This article was originally published by Arab Centre Washington DC and is republished with their permission from http://arabcenterdc.org/policy_analyses/has-saudi-arabia-become-a-monarchy-of-fear/ 

By Daniel Brumberg

The murder of prominent Saudi journalist Jamal Khashoggi reminded Americans that the United States remains aligned with Arab leaders who regularly repress, imprison, and kill opponents for expressing their political views. Khashoggi’s killing in the Saudi Arabian consulate in Istanbul on October 2 was an especially gruesome crime. To be sure, Washington has often backed regimes that employ lethal violence on a far grander scale. Egypt’s current president, General Abdel-Fattah el-Sisi, took power in a July 2013 military coup that ended the country’s brief and tumultuous democratic experiment. Less than a month later, Egyptian security forces slaughtered some 800 civilian protesters in Rabaa Square. Sisi’s government, backed by the judiciary, then proceeded to jail tens of thousands of Egyptians on vague or trumped-up charges. Yet President Barack Obama’s secretary of state, John Kerry, did not protest and even praised Sisi and his allies for “restoring democracy.” From a strictly moral point of view, then, was Kerry’s statement worse than President Donald Trump’s assertion that Khashoggi’s killing was probably the work of “rogue killers”? This assertion was taken up by Saudi leaders who proceeded to dismissalleged conspirators from their positions and imprison other collaborators—acts that are nevertheless seen by the world as only a cover-up for perfidious behavior by Crown Prince Mohammed bin Salman.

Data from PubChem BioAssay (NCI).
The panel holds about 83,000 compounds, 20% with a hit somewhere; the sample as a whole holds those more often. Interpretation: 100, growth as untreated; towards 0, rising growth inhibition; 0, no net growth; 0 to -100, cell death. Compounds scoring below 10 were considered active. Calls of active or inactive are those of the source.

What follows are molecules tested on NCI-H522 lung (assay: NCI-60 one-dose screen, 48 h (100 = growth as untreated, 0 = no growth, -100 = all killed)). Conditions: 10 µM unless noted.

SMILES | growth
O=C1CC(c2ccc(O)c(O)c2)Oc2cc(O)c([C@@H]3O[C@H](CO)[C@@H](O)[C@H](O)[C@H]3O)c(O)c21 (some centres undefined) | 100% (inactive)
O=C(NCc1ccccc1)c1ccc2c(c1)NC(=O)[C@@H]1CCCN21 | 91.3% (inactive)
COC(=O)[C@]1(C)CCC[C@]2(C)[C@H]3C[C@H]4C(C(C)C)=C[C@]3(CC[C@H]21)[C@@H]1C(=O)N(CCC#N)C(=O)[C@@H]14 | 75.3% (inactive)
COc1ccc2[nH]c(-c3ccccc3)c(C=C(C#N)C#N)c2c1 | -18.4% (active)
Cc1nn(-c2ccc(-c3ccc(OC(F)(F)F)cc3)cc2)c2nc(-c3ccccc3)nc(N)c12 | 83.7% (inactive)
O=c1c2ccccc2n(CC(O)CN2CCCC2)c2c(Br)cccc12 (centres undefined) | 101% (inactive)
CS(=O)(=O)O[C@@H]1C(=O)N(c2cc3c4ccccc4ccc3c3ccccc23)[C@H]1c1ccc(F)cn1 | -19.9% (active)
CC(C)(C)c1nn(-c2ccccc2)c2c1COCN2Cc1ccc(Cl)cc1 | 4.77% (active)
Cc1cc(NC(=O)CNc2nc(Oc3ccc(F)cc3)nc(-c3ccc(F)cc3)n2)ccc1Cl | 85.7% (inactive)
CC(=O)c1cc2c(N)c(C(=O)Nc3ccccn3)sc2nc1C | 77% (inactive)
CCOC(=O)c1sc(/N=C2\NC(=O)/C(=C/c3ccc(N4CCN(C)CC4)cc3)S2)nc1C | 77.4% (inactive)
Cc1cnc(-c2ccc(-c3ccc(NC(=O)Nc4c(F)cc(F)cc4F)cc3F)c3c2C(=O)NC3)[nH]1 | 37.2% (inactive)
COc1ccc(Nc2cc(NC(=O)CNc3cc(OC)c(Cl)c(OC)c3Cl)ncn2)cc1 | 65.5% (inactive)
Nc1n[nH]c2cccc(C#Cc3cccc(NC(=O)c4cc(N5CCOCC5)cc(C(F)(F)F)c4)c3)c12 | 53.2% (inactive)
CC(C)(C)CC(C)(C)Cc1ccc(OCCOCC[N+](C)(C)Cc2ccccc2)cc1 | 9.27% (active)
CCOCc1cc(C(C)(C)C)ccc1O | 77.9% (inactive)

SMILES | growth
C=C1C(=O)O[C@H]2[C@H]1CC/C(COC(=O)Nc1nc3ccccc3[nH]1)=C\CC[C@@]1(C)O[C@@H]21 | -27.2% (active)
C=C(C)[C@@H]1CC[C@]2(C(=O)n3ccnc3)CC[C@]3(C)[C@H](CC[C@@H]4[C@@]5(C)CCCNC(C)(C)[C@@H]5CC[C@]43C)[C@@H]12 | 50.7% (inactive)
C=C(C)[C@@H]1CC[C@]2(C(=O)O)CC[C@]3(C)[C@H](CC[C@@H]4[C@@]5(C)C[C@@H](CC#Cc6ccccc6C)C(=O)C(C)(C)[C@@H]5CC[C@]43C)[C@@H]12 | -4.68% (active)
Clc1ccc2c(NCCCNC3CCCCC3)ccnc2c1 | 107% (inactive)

Photo: Russian President Vladimir Putin and Chinese President Xi Jinping. (via Kremlin)

By Avram Reisman

At a time when democracy is in recession and facing new challenges, it is worth looking back on essential literature written when democratic change was similarly challenged by authoritarian powers. Transitions from Authoritarian Rule, by Guillermo O’Donnell and Phillippe Schmitter, was a paradigmatic publication that set parameters and expectations for democratic transitions in U.S. policy and for democratic opposition groups in many parts of the world. Looking with a contemporary critical lens, it’s clear the sands of time have eroded the model’s validity. However, with some adaptation, the model provides some direction for new international landscape.

By Matison Hearn-Desautels

Bret Kavanaugh’s confirmation process has provoked a nationwide dispute over the state of American democracy, partisanship, and the lack of accountability for men in power accused of sexual assault and other sex-related criminal acts. His confirmation on Saturday solidified a conservative majority in the Supreme Court for years to come. The 5-4 majority could determine the outcomes of key juridical matters ranging from a possible indictment of the President, to a potential repeal of Roe versus Wade.

The Senate Judiciary Committee moved to confirm Kavanaugh on Friday following a week-long FBI investigation into the allegations made by Dr. Christine Blasey Ford, who accused Kavanaugh of sexually assaulting her while the two were in high school.